Writing a thesis? 5 quick tips that might keep your brain from going KABOOM.

apblog-mwahahahaI just finished my thesis.

I graduated.

But it was an undertaking.

And the scope is hard to realize until you’re in the midst of it, floating amongst the wreckage of countless articles, books, theories and half-realized dreams…but once I was safely ashore, I realized that there were a few things that made it very much bearable. And maybe it’ll help some other poor, cross-eyed soul in the aether.

Good luck, friends.

    Thesis Tips to Keep your Brain in One Piece

1. Choose a topic that you’re not only passionate about, but will be able to spend months of time on. It will be a topic that you will be in the thick of for a long time, so you better be able to come back to it again. And again. And again.
2. When you choose a thesis director, ask a professor who knows at least some of your body of work, someone who has challenged you to improve. It also needs to be someone you’re comfortable with.
3. Make yourself a schedule and share it with your director, so they can help keep you on track. Otherwise, you will find yourself with a lot less time than you thought and 3x the work. It’s easy to put things off. It’s hard as hell to get caught up.
4. Regardless of whether you’re an outliner or pantser, write an outline. Write many outlines–pre-drafting, during drafting, post-drafting. Keep your thesis (your whole point) in mind during every chapter, or you will find yourself adrift.
5. You won’t be able to fit everything in this sucker. Save the stuff that won’t fit for later. It’s OK. If you’re like me, you’re a glutton for punishment and you’ll go back for more. And you’ll have the material for the more already in a Word document. Which you have saved in many, many places, because you’re a good little researcher.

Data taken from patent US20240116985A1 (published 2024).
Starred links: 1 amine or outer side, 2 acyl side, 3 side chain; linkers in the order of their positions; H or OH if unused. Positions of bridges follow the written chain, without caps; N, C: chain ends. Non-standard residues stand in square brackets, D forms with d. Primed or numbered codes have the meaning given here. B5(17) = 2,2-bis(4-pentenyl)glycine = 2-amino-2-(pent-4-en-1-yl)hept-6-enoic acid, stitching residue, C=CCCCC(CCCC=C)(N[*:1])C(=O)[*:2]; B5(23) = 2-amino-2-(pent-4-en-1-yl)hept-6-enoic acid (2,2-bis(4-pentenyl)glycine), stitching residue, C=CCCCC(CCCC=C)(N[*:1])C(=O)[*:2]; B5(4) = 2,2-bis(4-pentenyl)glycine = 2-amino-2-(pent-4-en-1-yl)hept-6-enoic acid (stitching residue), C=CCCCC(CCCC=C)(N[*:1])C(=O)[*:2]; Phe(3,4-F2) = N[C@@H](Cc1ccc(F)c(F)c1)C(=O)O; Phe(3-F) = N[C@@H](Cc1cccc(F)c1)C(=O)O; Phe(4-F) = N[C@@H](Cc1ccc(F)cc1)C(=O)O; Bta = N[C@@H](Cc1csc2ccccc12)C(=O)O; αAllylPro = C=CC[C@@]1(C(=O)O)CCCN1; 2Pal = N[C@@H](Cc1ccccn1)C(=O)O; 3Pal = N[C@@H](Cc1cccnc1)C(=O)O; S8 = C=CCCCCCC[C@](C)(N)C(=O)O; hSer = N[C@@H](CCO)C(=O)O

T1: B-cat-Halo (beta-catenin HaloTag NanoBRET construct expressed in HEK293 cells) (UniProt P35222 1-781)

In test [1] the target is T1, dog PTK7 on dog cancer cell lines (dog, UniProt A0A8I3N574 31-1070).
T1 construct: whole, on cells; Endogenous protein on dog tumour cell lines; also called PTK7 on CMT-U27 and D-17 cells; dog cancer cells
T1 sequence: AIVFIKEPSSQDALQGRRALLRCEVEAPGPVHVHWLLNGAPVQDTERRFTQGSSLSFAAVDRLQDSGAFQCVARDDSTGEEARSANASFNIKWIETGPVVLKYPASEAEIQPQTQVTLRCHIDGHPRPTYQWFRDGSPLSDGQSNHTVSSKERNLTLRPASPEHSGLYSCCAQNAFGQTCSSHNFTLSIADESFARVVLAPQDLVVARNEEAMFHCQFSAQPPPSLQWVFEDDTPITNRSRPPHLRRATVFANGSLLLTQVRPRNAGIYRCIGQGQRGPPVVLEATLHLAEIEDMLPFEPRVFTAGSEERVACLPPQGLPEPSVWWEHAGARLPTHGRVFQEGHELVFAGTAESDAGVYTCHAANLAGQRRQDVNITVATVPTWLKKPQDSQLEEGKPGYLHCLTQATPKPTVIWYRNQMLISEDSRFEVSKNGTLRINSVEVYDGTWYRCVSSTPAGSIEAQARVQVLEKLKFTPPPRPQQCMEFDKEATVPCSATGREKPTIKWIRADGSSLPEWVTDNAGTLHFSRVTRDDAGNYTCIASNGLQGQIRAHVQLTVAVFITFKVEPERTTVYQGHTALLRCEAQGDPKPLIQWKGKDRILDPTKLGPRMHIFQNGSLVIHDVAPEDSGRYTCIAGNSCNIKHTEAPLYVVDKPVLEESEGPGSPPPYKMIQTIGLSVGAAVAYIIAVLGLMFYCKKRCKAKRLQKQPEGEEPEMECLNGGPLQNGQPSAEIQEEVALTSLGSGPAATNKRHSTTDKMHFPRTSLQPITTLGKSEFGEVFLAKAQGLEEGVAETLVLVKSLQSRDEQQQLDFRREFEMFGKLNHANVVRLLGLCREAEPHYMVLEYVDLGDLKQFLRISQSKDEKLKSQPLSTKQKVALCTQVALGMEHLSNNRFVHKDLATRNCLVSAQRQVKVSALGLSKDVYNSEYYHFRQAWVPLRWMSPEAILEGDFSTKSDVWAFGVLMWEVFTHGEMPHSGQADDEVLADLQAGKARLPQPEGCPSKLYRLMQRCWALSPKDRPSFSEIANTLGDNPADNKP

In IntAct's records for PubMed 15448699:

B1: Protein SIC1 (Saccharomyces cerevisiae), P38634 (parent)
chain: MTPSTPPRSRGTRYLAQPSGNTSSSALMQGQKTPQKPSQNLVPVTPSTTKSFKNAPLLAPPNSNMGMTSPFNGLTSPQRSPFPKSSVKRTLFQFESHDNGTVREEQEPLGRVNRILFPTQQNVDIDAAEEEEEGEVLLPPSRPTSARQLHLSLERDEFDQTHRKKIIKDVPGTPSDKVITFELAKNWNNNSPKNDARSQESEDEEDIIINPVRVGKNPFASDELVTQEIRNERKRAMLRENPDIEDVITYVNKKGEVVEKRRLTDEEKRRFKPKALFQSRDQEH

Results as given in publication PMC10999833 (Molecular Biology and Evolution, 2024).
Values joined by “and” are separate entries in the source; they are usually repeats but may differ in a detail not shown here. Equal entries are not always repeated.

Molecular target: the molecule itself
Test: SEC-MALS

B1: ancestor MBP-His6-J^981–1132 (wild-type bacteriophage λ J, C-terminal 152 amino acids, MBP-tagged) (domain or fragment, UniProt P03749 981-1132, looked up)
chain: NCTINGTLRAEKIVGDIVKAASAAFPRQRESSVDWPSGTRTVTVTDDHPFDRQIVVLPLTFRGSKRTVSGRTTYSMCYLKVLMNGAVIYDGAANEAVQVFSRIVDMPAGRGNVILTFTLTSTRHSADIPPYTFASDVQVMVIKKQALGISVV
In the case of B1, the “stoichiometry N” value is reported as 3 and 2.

And breathe. A lot. Don’t cut out the fun stuff in your life, because you’re going to need that release now more than ever.

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2 thoughts on “Writing a thesis? 5 quick tips that might keep your brain from going KABOOM.

  1. Congratulations! This is no small undertaking, and you’ve accomplished something substantial. In terms of effort and time, a thesis isn’t too different from a novel. Substitute “first novel” for “thesis” in all of the above, and you have a great list of suggestions for novelists. It’s also discipline-invariant; this is great advice regardless of whether you’re working in humanities, social science, biological/physical science, or mathematics.

    The other piece of advice I’d add: as soon as something is in focus, write it up in “final” form, and brainstorm about what its context might be. Keep a running journal of questions. When you get to the end, you will have a first draft ready for editing.

    1. Hi, EP, so glad to hear from you! Though I took a decade to reply. :-/ But wow, thank you so much! I really appreciate that. In some ways, completing a novel and thesis are not too different, but each undertaking also has its own special requirements that makes it a very unique devil. I’m glad you think this is good advice! :D

      Your advice is also definitely spot on. Without those questions, you’re left at the beginning of a whole new task without a starting point. Excellent point! Thank you!

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